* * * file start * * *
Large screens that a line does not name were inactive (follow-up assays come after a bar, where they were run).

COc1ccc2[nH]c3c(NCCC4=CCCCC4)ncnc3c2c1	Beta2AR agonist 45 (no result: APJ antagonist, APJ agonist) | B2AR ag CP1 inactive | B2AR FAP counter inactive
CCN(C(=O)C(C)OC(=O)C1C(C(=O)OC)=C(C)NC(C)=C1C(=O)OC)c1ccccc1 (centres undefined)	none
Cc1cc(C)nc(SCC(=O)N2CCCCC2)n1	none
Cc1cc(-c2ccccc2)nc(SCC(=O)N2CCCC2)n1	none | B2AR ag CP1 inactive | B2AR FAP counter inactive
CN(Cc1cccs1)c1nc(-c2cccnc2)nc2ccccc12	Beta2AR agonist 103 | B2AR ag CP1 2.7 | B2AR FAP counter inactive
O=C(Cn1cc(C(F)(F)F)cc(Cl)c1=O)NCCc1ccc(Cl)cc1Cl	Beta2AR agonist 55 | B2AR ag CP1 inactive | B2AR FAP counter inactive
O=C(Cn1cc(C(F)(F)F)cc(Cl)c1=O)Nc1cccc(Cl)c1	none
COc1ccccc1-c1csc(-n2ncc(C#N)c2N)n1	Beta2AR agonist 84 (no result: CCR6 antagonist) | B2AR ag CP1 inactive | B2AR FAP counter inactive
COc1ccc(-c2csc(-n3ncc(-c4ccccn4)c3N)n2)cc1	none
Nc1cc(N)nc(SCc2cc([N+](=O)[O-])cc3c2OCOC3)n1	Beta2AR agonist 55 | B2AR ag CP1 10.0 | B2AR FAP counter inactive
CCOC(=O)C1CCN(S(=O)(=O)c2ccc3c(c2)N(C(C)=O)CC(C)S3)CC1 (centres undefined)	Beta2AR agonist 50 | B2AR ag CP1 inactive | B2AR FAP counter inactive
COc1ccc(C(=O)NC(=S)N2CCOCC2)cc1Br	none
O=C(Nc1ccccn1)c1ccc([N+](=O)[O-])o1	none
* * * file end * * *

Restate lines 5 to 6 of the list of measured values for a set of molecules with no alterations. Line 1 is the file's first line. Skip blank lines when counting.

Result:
Cc1cc(-c2ccccc2)nc(SCC(=O)N2CCCC2)n1	none | B2AR ag CP1 inactive | B2AR FAP counter inactive
CN(Cc1cccs1)c1nc(-c2cccnc2)nc2ccccc12	Beta2AR agonist 103 | B2AR ag CP1 2.7 | B2AR FAP counter inactive